How a Deed in Lieu of Foreclosure Works

Banks sometimes offer homeowners the option of a deed in lieu rather than approve a short sale. It can be less expensive and a faster option than foreclosure for lenders. Foreclosure means going through a court process in many states.

A short sale involves selling the property for less money than what is still owed on the mortgage. Sellers can get out from under a mortgage this way if the bank allows the sale and agrees to waive the deficiency.

Always seek professional advice before agreeing to a deed in lieu. You can contact the Consumer Financial Protection Bureau at (855) 411-CFPB to be connected with a counselor approved by the Housing and Urban Development.

Homeowners in distress can reach out to their lenders to find out if a deed in lieu is an option. This involves submitting an application, along with proof of your financial situation. Each lender's rules for the process can vary. Some banks might require that a home be listed for sale first so there's a chance for a short sale before they accept a deed in lieu.

Each party must sign the title-transferring document when both parties agree to the deed in lieu. It must be notarized. It becomes part of the public record, just like other property transfers.

Downsides of Deeds in Lieu of Foreclosure

Understand that your lender is under no obligation to offer a deed in lieu of foreclosure and that some mortgages under certain servicing agreements may not be eligible for such an arrangement. If there’s a significant shortfall between the amount owed on the loan and the value of the property, the lender may require you to pay additional money to reduce its loss.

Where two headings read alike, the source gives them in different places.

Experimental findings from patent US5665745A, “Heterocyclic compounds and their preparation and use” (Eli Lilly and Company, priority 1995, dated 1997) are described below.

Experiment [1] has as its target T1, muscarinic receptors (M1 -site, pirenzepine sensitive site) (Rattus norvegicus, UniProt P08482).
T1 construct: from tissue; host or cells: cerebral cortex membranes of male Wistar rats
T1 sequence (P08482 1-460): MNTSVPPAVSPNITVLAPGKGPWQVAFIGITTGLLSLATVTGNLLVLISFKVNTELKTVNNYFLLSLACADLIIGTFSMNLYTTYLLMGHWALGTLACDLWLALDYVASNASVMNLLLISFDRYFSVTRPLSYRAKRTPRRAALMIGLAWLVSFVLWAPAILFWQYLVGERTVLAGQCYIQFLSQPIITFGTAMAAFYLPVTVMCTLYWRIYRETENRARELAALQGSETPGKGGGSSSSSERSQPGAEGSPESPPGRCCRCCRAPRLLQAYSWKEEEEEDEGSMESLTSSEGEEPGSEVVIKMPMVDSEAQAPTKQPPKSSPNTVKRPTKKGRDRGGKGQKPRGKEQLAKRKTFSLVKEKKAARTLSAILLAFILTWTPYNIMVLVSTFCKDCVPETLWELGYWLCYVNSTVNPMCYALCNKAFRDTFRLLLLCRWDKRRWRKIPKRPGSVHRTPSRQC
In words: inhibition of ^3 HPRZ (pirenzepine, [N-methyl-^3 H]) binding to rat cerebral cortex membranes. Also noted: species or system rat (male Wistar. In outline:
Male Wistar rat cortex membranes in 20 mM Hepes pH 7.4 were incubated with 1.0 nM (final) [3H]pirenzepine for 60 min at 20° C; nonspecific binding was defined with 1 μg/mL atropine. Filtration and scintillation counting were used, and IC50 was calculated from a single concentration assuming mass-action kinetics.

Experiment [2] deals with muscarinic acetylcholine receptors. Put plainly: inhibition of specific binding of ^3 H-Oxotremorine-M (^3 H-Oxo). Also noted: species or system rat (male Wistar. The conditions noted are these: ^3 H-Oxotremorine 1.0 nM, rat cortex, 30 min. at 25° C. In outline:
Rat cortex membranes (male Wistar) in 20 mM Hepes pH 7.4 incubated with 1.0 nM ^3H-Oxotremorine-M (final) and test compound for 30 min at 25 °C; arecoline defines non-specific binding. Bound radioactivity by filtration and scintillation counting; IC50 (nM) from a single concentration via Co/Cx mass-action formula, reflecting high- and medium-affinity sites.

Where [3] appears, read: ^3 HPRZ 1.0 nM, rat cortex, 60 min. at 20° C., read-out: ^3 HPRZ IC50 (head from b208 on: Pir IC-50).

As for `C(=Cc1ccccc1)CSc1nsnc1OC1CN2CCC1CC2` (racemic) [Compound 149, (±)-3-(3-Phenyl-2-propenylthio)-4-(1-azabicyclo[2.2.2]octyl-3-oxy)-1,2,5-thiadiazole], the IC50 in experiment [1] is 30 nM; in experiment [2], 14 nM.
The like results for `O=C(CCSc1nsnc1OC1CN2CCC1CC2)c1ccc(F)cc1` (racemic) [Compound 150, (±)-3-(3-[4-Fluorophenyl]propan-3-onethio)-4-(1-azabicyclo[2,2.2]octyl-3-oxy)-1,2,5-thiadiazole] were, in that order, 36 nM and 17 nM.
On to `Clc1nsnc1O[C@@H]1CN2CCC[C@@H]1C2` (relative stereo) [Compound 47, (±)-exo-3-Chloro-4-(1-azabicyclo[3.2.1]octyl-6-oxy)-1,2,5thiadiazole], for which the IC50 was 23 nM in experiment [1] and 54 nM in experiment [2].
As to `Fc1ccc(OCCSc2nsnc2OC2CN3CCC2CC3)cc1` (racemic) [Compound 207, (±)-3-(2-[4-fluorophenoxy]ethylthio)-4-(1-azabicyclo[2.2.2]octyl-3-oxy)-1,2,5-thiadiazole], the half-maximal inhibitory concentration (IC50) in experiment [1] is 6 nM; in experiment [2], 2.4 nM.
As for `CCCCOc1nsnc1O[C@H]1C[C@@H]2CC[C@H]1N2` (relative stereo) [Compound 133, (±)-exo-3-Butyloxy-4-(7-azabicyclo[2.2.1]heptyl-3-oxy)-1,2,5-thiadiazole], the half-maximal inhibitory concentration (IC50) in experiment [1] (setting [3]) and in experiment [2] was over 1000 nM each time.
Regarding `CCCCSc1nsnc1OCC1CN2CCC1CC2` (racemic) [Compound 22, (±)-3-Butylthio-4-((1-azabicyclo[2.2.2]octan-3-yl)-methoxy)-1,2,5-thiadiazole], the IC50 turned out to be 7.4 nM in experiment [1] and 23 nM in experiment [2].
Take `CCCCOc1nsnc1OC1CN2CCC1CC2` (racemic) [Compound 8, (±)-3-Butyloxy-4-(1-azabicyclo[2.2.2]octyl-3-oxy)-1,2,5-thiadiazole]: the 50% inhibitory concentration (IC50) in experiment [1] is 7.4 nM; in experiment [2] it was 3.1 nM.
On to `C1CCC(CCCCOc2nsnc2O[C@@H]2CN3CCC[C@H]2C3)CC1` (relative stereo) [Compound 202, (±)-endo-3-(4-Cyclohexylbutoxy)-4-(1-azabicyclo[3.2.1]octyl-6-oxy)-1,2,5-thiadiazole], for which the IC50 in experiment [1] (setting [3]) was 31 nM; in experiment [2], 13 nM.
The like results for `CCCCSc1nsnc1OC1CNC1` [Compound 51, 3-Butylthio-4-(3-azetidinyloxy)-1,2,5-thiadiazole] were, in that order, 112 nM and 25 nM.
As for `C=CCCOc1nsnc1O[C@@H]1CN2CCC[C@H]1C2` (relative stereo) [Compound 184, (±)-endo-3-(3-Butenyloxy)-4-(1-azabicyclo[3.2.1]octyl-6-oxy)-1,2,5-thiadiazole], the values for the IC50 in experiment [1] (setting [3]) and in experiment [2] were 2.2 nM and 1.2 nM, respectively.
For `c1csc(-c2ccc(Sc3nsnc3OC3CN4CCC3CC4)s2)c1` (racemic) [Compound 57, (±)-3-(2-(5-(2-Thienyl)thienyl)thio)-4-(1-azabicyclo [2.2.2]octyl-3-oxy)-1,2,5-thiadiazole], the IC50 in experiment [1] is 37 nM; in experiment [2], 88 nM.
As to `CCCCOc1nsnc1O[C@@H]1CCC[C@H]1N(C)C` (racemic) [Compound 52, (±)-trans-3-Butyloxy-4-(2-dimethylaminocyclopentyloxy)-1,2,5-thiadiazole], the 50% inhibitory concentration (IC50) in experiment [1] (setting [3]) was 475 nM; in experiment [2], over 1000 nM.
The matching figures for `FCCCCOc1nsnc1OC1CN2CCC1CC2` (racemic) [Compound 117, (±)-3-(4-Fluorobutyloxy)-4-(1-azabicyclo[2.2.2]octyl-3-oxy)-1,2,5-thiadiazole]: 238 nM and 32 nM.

Obviously, the better shape the home is in, the more likely it is that you’ll be able to arrange a deed in lieu. And if there is a second or even a third mortgage on the home, including a home equity loan or home equity line of credit, the other, subordinate lenders will need to release their liens and sign off on the arrangement. If the primary mortgage lender is eager to take possession of the property, the lender may offer to pay the other lien holders to arrange a deal. But those additional loans against the home will complicate getting a deed in lieu.

One downside to a deed in lieu is that you may face taxes on the amount of your forgiven debt, which the IRS considers income. The taxable amount is the total debt at the time it was forgiven minus the fair market value of the home at that time. For example, if the outstanding mortgage debt at the time of the deed in lieu arrangement was $180,000 and the market value of the property was $150,000, the homeowner could owe tax on $30,000.


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If your deed in lieu request is approved, you’ll get a letter outlining the terms and conditions as well as documents that you’ll need to sign and return.

Once received, we’ll prepare the final release documents which will detail your decision to sign the property over to us. You must send us signed, notarized release documents within 14 calendar days.

Once submitted, you may have up to 30 calendar days to relocate, depending on the law in your area. Depending on your loan type and circumstance, you may qualify for funds to help with relocation expenses1 and other housing debts. We’ll let you know.

When the deed in lieu is finalized, this settles the mortgage and any other loans against the property. The amount of debt satisfied by this transfer of ownership is based on the approved value of your home. In some cases, you may be responsible for a remaining balance of the mortgage debt over and above the approved value (also known as the deficiency).

If we forgive any amount of mortgage debt, there may be possible tax consequences. Please consult a tax advisor for more information about how this could affect you.

We’ll report the sale to the major credit reporting agencies as “deed received in lieu of foreclosure on a defaulted mortgage.”